Corporate Banner
Satellite Banner
Genotyping & Gene Expression
Scientific Community
 
Join | Sign in
Home>Videos>This Video
  Videos

Return

Tumour Regression after Intravenous Administration of Novel Tumour-targeted Nanomedicines
SELECTBIO

The possibility of using genes as medicines to treat cancer is limited by the lack of safe and efficacious delivery systems able to deliver therapeutic genes selectively to tumours by intravenous administration, without secondary effects to healthy tissues. In order to remediate to this problem, we investigated if the conjugation of the polypropylenimine dendrimer to transferrin, whose receptors are overexpressed on numerous cancers, could result in a selective gene delivery to tumours after intravenous administration, leading to an increased therapeutic efficacy. The objectives of this study are to evaluate the targeting and therapeutic efficacies of a novel transferrin-bearing polypropylenimine dendrimer. The intravenous administration of transferrin-bearing polypropylenimine polyplex resulted in gene expression mainly in the tumours. Consequently, the intravenous administration of the delivery system complexed to a therapeutic DNA encoding TNF led to a rapid and sustained tumour regression over one month (90% complete response, 10% partial response on A431 human epidermoid tumours). It also resulted in tumour suppression for 60% of PC-3 and 50% of DU145 prostate tumours. The treatment was well tolerated by the animals, with no apparent signs of toxicity. Transferrin-bearing polypropylenimine is therefore a highly promising delivery system for cancer therapy

Request more information
Company product page


Access to this article and other content is for registered users.

Join the Technology Networks Community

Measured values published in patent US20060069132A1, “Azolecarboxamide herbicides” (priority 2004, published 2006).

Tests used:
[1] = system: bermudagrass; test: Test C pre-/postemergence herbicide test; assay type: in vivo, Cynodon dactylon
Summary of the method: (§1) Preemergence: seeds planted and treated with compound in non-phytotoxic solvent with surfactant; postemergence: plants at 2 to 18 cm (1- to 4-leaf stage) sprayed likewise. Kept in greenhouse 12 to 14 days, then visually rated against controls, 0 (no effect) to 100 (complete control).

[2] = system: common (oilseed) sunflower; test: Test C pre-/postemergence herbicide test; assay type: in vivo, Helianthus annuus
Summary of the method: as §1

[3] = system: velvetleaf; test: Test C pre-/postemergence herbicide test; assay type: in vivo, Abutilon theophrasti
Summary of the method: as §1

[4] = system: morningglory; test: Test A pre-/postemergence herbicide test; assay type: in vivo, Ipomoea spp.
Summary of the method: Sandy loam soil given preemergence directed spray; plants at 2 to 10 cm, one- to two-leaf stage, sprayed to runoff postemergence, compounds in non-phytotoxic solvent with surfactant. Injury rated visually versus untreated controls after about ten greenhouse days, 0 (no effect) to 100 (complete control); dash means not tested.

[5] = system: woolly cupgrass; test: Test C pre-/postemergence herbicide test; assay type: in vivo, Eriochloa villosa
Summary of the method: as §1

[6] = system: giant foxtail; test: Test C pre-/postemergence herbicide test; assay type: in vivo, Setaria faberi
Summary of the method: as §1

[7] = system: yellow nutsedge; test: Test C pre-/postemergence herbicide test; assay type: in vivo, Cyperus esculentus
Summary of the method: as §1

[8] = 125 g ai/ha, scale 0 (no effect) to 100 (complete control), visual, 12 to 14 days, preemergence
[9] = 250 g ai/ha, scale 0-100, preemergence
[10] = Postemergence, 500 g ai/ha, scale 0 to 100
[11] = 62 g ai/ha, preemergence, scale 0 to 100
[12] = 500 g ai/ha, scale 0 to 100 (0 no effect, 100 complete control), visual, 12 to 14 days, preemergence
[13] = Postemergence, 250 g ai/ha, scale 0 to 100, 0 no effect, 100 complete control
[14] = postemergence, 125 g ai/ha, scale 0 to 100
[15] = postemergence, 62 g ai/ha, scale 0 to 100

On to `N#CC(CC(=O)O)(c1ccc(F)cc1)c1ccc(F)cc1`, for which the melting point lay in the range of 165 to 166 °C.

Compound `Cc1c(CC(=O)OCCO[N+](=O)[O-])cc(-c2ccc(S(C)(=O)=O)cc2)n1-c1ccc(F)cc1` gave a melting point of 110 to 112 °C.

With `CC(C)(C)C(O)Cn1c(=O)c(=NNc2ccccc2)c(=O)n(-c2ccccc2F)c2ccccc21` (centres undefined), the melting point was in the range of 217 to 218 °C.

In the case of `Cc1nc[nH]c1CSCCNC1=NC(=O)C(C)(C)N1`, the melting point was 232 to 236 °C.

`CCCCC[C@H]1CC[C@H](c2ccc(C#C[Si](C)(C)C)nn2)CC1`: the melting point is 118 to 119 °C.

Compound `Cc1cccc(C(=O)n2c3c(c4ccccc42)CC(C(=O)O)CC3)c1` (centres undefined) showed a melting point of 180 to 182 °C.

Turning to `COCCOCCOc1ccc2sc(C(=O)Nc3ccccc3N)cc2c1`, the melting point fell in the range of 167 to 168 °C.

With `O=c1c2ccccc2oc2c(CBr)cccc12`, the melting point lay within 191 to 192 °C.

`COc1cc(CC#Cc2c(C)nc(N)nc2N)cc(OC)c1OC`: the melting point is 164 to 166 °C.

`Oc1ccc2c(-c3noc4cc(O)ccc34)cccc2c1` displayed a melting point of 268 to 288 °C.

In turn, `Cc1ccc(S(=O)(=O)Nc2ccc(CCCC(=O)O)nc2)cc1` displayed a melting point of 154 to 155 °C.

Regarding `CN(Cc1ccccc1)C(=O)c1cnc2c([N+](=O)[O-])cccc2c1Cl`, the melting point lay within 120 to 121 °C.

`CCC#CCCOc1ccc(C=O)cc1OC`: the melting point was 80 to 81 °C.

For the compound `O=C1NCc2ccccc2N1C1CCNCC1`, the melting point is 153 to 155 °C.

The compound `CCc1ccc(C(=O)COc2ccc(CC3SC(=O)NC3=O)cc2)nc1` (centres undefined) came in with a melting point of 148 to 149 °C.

• Access to the latest scientific news, products and research through Technology Networks
  • Upload and share your posters on ePosters
  • View a library of 1,800+ scientific and medical posters
  • A library of 3,000+ scientific videos on LabTube


Sign In



Forgotten your details? Click Here
If you already have an account with Technology Networks, please use your existing login details. If you do not yet have an account please join here.

*Please note: By logging into TechnologyNetworks.com you agree to accept the use of cookies. To find out more about the cookies we use and how to delete them, see our privacy policy.

Scientific News
New Online Tool to Predict Genetic Resistance to Tuberculosis Drugs
New free online tool, TB-Profiler, analyses and interprets genome sequence data.
Sperm Motility Gene Linked to Height
A team of scientists believe they have identified the association between human height and a specific gene found in sperm.
Imaging Test May Identify Biomarker of Alzheimer's Disease
Degeneration of the white matter of the brain may be an early marker of specific types of Alzheimer's disease (AD), including early-onset AD, according to results recently published.
Sistemic, RoosterBio Collaborate
This is a collaboration and memorandum of understanding to combine their technologies to advance mesenchymal stem/stromal (MSC) regenerative technology.
Scientists Win Grant to Expand Study of Innovative Obesity Therapy
The grant is to advance an innovative approach to the treatment of obesity, a serious health problem that affects more than one-third of all Americans.
‘Rosetta Stone’ for Prostate Cancer Mutations
Scientists have produced a comprehensive genetic map of the mutations in prostate cancer that have spread across the body.
Two New and Very Large Classes of RNAs Linked to a Cancer Biomarker Identified
Study shows two new classes of RNAs could play a role in progression of prostate cancer.
DNA Mutations get Harder to Hide
Rice University researchers have developed a method to detect rare DNA mutations with an approach hundreds of times more powerful than current methods.
Discovery of Pain-sensing Gene Key to New Relief Methods
A gene essential to the production of pain-sensing neurons in humans has been identified by an international team of researchers co-led by the University of Cambridge.
Researchers Find “Decoder Ring” Powers in microRNA
MicroRNA can serve as a "decoder ring" for understanding complex biological processes, a team of New York Univ. chemists has found.
Skyscraper Banner

SELECTBIO Market Reports
Go to LabTube
Go to eposters